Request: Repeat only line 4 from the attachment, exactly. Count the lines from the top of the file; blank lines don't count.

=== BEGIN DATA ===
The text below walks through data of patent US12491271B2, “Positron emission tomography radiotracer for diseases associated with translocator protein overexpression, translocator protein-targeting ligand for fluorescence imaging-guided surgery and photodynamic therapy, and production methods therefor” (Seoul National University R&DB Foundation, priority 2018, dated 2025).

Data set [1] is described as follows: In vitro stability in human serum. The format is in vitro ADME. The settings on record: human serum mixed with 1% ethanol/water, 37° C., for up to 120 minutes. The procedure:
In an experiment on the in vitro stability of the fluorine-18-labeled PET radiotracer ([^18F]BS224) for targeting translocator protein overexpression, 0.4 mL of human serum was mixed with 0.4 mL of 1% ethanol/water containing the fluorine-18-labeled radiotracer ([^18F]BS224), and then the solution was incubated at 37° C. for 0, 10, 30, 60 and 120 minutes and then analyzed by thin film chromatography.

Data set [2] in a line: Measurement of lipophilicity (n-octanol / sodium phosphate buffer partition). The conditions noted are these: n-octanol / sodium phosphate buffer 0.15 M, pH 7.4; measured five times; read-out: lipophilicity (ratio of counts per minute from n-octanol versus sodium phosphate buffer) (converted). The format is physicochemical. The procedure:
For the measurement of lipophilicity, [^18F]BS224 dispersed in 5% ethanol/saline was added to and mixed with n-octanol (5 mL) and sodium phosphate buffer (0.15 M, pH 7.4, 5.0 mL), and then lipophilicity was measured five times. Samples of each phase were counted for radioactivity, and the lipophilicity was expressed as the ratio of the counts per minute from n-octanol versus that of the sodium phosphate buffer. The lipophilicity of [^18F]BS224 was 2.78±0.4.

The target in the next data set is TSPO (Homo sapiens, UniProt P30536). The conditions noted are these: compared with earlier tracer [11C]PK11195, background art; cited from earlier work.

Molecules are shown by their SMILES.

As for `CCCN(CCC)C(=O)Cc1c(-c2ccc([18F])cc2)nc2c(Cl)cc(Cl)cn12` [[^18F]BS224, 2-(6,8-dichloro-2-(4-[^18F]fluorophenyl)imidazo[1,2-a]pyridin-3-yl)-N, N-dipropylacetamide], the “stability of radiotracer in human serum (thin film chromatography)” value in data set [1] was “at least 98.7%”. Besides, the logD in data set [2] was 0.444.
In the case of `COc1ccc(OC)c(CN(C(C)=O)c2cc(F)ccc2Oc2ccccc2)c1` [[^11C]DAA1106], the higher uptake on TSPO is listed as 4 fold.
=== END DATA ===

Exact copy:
Data set [2] in a line: Measurement of lipophilicity (n-octanol / sodium phosphate buffer partition). The conditions noted are these: n-octanol / sodium phosphate buffer 0.15 M, pH 7.4; measured five times; read-out: lipophilicity (ratio of counts per minute from n-octanol versus sodium phosphate buffer) (converted). The format is physicochemical. The procedure: